We have assumed that the input signals have negligible power above the maximal input frequency _{max}. Thus, the temporal structure of the input signals can only provide a lower bound for _{max}. On the other hand, exceedingly high values for _{max} lead to very narrow learning windows, thereby sharpening the coincidence detection and reducing the speed of learning. Moreover, it may be metabolically costly to implement physiological processes that are faster than necessary. Thus, it appears sensible to choose _{max} such that 1 / _{max} reflects the fastest timescale in the input signals. Accordingly, the symmetry of the learning window is governed by the relation between the length of the EPSP and the fastest timescale in the input data. If the EPSP is short enough to resolve the fastest input components, the learning window is symmetric. If the EPSP is too long to fully resolve the temporal structure of the input (i.e., it acts as a low-pass filter), the learning window will tend to be antisymmetric.

We choose a value of _{max} = 1 / (40 ms). The argument for this choice is that within a rate code, the cells that project to the neuron under consideration can hardly convey signals that vary on a faster timescale than the duration of their EPSP. It is thus reasonable to choose the time constant of the EPSP and the inverse of the cutoff frequency to have the same order of magnitude. Typical durations of cortical EPSPs are of the order of tens of milliseconds (see [

_{0}, the learning window, and the EPSP. It also shows the learning windows for three different durations of the EPSP, while keeping _{max} = 1 / (40 ms). The oscillatory and slowly decaying tails of _{max} and become less pronounced if

The power spectrum_{0}, which in turn is the convolution of the learning window _{max} was 1 / (40 ms) in all plots.

As negative time arguments in _{max} (_{max} = 40 ms; middle row in

The plot compares the theoretically predicted learning window with experimental data from hippocampal pyramidal cells as published by Bi and Poo [_{max} as stated in _{max} = 1 / (40 ms)). Again, the EPSP decay time was

The last section leaves a central question open: why are these learning windows optimal for slowness learning and why does the EPSP play such an important role for the shape of the learning window?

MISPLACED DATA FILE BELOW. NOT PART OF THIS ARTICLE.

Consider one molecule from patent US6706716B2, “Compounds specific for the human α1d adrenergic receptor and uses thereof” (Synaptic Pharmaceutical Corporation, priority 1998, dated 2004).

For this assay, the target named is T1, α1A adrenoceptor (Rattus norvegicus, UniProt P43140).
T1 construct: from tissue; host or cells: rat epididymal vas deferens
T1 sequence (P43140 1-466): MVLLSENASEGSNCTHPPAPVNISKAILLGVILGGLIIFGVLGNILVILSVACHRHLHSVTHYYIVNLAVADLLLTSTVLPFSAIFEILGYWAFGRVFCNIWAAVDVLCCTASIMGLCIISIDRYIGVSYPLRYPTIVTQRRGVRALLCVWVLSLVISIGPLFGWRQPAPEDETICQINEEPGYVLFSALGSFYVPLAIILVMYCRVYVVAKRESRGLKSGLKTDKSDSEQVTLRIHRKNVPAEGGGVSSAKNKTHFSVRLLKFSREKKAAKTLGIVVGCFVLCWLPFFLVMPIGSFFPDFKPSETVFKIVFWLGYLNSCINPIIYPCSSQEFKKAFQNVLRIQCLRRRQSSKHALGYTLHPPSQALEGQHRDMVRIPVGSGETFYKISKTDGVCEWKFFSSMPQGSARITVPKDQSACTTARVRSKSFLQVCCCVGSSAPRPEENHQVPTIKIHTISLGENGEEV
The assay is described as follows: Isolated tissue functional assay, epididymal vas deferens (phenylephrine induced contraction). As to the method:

Let us first discuss the case of the symmetric learning window, that is, the situation in which the EPSP is shorter than the fastest timescale in the input signal. Then, the convolution with the EPSP has practically no effect on the temporal structure of the signal and the output firing rate can be regarded as an instantaneous function of the input rates. We can thus neglect the EPSP altogether. The learning mechanism can then be understood as follows: assume at a given time ^{out} is high and causes a postsynaptic spike. Then, the finite width of the learning window leads to potentiation not only of those synapses that participated in initiating the spike but also of those that transmit a spike within a certain time window around the time of the postsynaptic spike. As this leads to an increase of the firing rate within this time window, the learning mechanism tends to equilibrate the firing rates for neighboring times and thus favors temporally slow output signals.

If the duration of the EPSP is longer than the fastest timescale in the input signal, the output firing rate is no longer an instantaneous function of the input signals but generated by low-pass filtering the signal ^{out} with the EPSP. This affects learning, because the objective of the continuous model is to optimize the slowness of ^{out}, whose temporal structure is now “obscured” by the EPSP. In order to optimize the objective, the system thus has to develop a deconvolution mechanism to reconstruct ^{out}. From this point of view, the learning window has to perform two tasks simultaneously. It has to first perform the deconvolution and then enforce slowness on the resulting signal. This is most easily illustrated by means of the condition in _{0} that is independent of the EPSP and which coincides with the learning window for infinitely short EPSPs. Intuitively, we could solve _{0}. An intuitive example is the limiting case of an infinitely long EPSP. The EPSP then corresponds to a Heaviside function and performs an integration, which can be inverted by taking the derivative. Thus, the learning window for long EPSPs is the temporal derivative of the learning window for short EPSPs. The dependence of the required learning window on the shape of the EPSP is thus caused by the need of the learning window to “invert” the EPSP.